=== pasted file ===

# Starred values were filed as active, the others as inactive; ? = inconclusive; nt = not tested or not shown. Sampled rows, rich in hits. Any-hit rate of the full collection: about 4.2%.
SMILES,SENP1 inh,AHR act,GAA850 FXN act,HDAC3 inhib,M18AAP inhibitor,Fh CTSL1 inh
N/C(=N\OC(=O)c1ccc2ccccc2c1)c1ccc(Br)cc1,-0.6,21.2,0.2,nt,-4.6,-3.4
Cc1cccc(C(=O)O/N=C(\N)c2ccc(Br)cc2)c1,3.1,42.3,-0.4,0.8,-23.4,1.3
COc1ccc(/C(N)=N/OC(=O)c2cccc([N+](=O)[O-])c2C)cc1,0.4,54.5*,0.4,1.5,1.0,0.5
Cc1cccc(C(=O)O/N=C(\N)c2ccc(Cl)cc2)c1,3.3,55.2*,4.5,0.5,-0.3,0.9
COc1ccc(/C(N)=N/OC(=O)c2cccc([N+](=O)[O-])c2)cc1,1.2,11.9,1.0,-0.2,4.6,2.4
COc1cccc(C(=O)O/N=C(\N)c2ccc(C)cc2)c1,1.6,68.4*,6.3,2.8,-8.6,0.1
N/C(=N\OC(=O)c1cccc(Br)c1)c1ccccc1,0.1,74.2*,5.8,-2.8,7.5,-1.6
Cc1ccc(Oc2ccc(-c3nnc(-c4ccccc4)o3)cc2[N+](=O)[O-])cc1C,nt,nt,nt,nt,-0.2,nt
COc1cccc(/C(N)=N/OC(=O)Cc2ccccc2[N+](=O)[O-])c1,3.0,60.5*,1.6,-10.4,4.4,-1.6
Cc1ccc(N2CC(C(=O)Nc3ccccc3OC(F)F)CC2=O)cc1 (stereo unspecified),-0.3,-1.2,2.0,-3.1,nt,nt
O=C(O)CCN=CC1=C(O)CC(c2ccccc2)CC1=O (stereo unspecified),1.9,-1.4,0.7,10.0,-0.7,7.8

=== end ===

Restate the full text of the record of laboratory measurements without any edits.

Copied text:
# Starred values were filed as active, the others as inactive; ? = inconclusive; nt = not tested or not shown. Sampled rows, rich in hits. Any-hit rate of the full collection: about 4.2%.
SMILES,SENP1 inh,AHR act,GAA850 FXN act,HDAC3 inhib,M18AAP inhibitor,Fh CTSL1 inh
N/C(=N\OC(=O)c1ccc2ccccc2c1)c1ccc(Br)cc1,-0.6,21.2,0.2,nt,-4.6,-3.4
Cc1cccc(C(=O)O/N=C(\N)c2ccc(Br)cc2)c1,3.1,42.3,-0.4,0.8,-23.4,1.3
COc1ccc(/C(N)=N/OC(=O)c2cccc([N+](=O)[O-])c2C)cc1,0.4,54.5*,0.4,1.5,1.0,0.5
Cc1cccc(C(=O)O/N=C(\N)c2ccc(Cl)cc2)c1,3.3,55.2*,4.5,0.5,-0.3,0.9
COc1ccc(/C(N)=N/OC(=O)c2cccc([N+](=O)[O-])c2)cc1,1.2,11.9,1.0,-0.2,4.6,2.4
COc1cccc(C(=O)O/N=C(\N)c2ccc(C)cc2)c1,1.6,68.4*,6.3,2.8,-8.6,0.1
N/C(=N\OC(=O)c1cccc(Br)c1)c1ccccc1,0.1,74.2*,5.8,-2.8,7.5,-1.6
Cc1ccc(Oc2ccc(-c3nnc(-c4ccccc4)o3)cc2[N+](=O)[O-])cc1C,nt,nt,nt,nt,-0.2,nt
COc1cccc(/C(N)=N/OC(=O)Cc2ccccc2[N+](=O)[O-])c1,3.0,60.5*,1.6,-10.4,4.4,-1.6
Cc1ccc(N2CC(C(=O)Nc3ccccc3OC(F)F)CC2=O)cc1 (stereo unspecified),-0.3,-1.2,2.0,-3.1,nt,nt
O=C(O)CCN=CC1=C(O)CC(c2ccccc2)CC1=O (stereo unspecified),1.9,-1.4,0.7,10.0,-0.7,7.8